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Homework Help: Interpretation of solution in QM

  1. Nov 28, 2007 #1
    I'm having a problem understanding solutions of differential equation in QM:

    [tex]\psi''(z)+\frac{p}{z}\psi(z)+k^2\psi(z)=0[/tex] (1)

    I usualy use Fourbenious method, and in this case I get a 3 coefficients recursion relation which is really messy.
    So I do it like this:
    for really large z second term expires, and I have a simple H.O.equation:

    [tex]\psi''(z)+k^2\psi(z)=0[/tex] (2)

    with a solution:

    [tex]\psi(z)=Aexp(ikz)[/tex] (3)

    Now, the solution of (1) must be:

    [tex]\psi(z)=Aexp(ikz)*f(z)[/tex] (4)

    Where f(z) is some function of z. Supstituting (4) in (1) I get the equation for f(z):


    If I use Fourbenious method here, I get a nice recursion relation and the solution is something like this (hypergeometric function):


    There is also a second solution, but no need for me to write it down becoase the same problem arrises.
    I checked with mathematica 5.0 and the solution is OK. Is this OK? I mean, every usual problem in QM, HO, hydrogen atom, square well... have real space part and imaginary time part. But my space part has an imaginery and real part. Have I done something wrong? Or is it a coincidence that these standard problems have just real part of space part of wave function.
    Last edited: Nov 28, 2007
  2. jcsd
  3. Nov 28, 2007 #2


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    The real and imaginary parts of your solution are each also solutions. Your original equation is real, so if psi is a solution so is psi^*. Note that e^(-ikx) is also a solution of (2).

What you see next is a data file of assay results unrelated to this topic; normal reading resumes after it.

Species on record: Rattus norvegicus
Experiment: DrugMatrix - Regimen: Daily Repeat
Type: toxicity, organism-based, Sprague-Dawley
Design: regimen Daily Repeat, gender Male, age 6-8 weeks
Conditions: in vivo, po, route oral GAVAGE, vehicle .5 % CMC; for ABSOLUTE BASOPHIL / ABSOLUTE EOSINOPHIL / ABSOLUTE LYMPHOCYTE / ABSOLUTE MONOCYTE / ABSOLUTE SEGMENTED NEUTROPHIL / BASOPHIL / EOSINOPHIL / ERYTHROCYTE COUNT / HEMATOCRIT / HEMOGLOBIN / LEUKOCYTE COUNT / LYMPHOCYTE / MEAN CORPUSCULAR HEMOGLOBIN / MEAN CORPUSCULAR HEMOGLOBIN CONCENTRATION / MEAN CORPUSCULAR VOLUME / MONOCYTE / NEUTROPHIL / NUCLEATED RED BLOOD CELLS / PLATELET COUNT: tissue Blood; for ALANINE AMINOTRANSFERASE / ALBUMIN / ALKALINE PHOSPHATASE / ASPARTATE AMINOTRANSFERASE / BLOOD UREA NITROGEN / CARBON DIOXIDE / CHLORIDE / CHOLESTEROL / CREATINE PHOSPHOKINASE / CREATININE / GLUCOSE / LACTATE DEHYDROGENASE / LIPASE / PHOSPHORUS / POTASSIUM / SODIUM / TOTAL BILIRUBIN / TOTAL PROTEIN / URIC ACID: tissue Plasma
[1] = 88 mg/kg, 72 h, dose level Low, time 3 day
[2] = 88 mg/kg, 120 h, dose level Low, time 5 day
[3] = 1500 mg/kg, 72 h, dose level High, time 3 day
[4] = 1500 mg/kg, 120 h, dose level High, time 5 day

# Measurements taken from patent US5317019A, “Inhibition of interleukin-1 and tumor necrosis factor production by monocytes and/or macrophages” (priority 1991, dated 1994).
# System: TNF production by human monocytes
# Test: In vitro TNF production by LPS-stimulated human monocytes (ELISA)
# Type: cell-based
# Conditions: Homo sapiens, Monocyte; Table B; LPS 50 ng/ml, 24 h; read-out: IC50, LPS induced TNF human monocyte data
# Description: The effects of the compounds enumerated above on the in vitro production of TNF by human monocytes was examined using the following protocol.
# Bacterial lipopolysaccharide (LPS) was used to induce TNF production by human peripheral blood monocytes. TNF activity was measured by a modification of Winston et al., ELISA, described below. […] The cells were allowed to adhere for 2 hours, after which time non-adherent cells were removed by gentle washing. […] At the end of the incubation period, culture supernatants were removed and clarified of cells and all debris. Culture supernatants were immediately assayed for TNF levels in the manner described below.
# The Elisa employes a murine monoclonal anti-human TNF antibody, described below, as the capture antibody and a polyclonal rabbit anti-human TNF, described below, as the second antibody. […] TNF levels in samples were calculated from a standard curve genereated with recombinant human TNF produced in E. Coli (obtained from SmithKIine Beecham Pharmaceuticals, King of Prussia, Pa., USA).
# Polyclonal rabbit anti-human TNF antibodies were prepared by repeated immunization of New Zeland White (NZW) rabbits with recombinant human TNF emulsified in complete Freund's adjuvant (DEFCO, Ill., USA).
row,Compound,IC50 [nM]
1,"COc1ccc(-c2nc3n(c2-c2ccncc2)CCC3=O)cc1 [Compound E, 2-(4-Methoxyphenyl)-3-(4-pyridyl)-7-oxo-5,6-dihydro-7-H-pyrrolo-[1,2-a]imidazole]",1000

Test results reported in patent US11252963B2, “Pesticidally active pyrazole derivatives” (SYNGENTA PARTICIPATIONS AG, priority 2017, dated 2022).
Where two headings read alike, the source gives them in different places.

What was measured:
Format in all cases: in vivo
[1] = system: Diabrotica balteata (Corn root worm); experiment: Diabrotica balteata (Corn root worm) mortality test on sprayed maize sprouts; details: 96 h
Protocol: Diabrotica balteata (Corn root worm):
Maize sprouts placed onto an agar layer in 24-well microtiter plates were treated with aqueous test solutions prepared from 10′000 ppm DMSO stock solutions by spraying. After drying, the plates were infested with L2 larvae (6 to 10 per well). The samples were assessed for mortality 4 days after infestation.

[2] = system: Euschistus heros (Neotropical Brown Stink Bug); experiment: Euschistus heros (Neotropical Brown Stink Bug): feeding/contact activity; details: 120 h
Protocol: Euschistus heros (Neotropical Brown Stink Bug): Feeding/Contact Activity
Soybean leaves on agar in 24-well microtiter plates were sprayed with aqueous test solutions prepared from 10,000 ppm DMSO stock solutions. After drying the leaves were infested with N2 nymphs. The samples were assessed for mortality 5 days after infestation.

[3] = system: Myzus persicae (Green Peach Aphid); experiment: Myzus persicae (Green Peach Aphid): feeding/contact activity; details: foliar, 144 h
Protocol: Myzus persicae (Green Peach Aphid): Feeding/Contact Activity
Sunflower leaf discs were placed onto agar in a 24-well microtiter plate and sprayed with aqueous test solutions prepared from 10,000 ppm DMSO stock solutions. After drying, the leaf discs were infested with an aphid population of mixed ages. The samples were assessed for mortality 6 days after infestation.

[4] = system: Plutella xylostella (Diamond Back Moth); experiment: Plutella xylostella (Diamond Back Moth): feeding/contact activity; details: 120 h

4. Nov 29, 2007 #3
    What if I wanted to plot psi(z)? I have never seen 3D plot for a wave function in one dimensional problem. I mean, when somewere wave function is large you can say that the particle is probably there, but if you have real and imaginery you can't plot just real part and talk about probability.
  5. Nov 29, 2007 #4


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    Your 2nd order differential equation has two solutions, which can be chosen, without loss of generality, to be real functions. This is no different than your eq(2), which also has two real solutions, sin(kz) and cos(kz).

    Your psi is a particular complex linear combination of these two real solutions.
  6. Nov 29, 2007 #5
    Ok, but how do I write my solution down as a combination of two real solutions, just like you did for (2)?
  7. Nov 29, 2007 #6


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    Take the real and imaginary parts of your solution, just like cos(kx) and sin(kx) are the real and imaginary parts of e^(ikx). Any linear combination of these two real functions, with real or complex coefficients, is also a solution.
  8. Nov 30, 2007 #7
    I understand now, thanks.
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